Attachment in marriage: Predicting marital satisfaction from partner matching using a three -group typology of adult attachment style
Current figures indicate that 50 percent of first marriages in the United States will end in separation or divorce within 20 years, with this figure reaching 67 percent for women who marry under 18 years of age (Bramlett & Mosher, 2001). Given the pernicious psychological and physical effects of disrupted marriages on adults as well as their children, it is of utmost importance for researchers and practitioners to try to understand this troubling phenomenon and to take proactive steps towards alleviating this modern tragedy. This study examined the relationship between marital satisfaction and partner matching using a three-group typology of adult attachment style. One hundred twenty-four couples completed questionnaires assessing marital satisfaction and attachment style. As predicted, wives and husbands with the highest marital satisfaction were in secure-secure attachment combinations whereas the most dissatisfied wives were in avoidant-avoidant combinations. The most dissatisfied husbands were in anxious-avoidant marriages. These findings were interpreted in terms of attachment theory. Marriages in which both spouses had secure attachment styles were likely to be happy because each individual was meeting his/her partner's attachment needs for comfort and security. In contrast, the highest levels of dissatisfaction for wives were reported in avoidant-avoidant marriages, presumably because both spouses' attachment needs were not being met due to their tendency to avoid proximity and not to develop a safe haven with their partners. Husbands were particularly influenced in a negative way by anxious-avoidant relationships, which typically led to increased withdrawal from the emotional demands of their wives and eventually from the marriage. The presence of children also harmed the marital satisfaction of husbands. It is likely that children took time away from the interactions between husbands and wives, and therefore men were not experiencing enough intimacy and emotional closeness in their marriages. Almost one-third of couples were found to have the rarely identified “ambivalent” and “indifferent” types of marriage. This finding supports the call for increased use of global, two-dimensional measures of marital quality, research that will help both to create sound measures of marital satisfaction as well as to advance theory development in the field. ^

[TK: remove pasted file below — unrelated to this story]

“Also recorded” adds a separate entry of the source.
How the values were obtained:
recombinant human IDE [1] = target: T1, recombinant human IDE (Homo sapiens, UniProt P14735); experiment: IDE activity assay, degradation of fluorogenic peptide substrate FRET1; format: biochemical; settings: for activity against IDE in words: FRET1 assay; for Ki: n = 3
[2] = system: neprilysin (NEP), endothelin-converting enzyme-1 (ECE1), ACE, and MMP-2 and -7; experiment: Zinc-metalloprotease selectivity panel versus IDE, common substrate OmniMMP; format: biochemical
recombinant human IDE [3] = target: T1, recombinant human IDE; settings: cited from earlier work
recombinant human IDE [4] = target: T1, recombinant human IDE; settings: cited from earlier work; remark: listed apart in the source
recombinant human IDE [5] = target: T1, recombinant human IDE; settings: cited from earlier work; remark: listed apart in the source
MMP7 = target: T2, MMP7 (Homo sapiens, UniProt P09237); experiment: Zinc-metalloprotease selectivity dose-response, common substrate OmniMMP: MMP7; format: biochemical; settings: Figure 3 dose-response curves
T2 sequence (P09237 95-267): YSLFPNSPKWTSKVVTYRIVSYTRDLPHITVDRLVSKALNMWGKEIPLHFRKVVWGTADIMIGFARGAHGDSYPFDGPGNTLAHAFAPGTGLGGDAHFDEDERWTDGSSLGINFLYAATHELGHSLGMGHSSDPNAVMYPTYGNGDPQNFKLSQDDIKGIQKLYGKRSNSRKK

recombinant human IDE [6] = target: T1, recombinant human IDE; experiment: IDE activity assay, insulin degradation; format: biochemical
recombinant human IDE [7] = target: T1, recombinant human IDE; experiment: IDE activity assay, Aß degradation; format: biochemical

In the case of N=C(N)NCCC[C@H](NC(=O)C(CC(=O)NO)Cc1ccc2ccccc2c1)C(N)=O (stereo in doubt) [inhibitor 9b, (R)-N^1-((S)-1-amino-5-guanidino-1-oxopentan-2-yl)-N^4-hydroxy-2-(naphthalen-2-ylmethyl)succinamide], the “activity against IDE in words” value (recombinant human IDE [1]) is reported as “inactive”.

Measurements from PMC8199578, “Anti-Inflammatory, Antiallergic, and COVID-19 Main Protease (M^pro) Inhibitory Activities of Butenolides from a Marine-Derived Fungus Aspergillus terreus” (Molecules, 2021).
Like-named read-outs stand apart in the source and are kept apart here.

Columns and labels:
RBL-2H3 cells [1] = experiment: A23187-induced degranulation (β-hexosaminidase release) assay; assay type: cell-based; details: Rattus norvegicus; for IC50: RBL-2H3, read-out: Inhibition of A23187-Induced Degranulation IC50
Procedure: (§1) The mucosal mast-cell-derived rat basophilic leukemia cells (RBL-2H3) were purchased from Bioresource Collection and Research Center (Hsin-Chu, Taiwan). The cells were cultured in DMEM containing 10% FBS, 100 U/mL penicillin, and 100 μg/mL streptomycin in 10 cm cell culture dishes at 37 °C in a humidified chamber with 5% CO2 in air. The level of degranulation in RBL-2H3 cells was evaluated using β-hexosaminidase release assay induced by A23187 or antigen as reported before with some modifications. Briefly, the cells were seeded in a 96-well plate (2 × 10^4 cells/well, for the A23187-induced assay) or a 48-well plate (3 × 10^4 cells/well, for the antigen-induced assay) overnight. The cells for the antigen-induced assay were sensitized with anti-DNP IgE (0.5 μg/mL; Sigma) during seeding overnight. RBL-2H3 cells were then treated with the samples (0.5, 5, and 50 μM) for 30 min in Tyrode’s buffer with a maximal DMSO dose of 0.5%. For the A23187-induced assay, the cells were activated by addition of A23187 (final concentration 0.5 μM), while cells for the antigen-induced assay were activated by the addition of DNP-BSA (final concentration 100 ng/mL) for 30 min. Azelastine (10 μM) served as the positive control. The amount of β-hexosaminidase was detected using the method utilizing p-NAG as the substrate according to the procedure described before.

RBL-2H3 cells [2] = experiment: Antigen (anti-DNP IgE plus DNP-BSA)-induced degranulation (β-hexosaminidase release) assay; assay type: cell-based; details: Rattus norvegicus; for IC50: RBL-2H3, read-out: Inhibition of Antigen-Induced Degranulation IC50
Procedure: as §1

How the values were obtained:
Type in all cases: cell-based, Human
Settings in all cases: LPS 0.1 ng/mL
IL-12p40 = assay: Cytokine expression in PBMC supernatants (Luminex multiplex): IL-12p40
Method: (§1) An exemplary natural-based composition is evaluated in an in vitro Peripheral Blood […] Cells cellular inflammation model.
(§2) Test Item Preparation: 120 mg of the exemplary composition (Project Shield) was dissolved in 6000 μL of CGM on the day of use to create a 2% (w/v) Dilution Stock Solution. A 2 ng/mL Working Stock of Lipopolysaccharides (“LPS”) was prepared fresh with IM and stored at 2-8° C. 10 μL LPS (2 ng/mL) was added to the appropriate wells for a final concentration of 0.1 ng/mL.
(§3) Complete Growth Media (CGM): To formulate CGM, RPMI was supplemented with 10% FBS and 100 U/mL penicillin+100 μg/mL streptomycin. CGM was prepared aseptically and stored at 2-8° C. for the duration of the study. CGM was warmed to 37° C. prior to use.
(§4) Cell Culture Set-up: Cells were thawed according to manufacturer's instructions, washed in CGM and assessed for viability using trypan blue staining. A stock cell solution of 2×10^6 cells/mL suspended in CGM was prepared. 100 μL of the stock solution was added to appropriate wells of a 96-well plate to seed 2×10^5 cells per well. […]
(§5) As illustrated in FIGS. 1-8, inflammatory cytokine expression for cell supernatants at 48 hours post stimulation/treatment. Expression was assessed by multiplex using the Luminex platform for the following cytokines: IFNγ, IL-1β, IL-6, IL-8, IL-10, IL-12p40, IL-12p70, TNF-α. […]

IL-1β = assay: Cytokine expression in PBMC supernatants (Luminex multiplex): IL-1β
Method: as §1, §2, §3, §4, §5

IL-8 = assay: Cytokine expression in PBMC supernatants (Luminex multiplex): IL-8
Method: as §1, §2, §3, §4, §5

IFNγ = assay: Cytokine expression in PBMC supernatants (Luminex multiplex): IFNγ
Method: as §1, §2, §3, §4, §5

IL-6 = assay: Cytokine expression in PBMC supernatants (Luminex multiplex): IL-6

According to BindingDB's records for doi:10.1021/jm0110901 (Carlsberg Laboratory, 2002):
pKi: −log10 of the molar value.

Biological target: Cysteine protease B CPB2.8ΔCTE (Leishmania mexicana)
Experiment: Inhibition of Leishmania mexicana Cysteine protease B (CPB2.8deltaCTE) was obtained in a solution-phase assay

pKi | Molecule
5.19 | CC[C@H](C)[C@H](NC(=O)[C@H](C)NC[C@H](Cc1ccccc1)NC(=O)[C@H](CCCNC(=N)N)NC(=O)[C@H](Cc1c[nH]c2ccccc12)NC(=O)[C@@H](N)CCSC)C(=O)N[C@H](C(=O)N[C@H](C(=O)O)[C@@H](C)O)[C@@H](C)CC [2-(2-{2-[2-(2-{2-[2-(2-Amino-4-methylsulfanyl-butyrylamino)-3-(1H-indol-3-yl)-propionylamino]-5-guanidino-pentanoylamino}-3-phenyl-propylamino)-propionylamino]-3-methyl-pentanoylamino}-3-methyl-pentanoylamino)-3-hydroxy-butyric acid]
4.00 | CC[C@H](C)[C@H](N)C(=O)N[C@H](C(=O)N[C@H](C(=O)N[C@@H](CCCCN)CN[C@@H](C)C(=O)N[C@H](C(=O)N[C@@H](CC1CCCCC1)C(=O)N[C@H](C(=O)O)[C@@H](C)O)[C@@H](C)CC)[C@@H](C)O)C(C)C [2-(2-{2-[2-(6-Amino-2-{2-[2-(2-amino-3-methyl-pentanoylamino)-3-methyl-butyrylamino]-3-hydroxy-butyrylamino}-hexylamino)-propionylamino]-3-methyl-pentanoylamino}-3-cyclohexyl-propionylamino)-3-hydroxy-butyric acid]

Major Professor: Victor G. Cicirelli, Purdue University.
Psychology, Social|Psychology, Developmental|Psychology, Clinical
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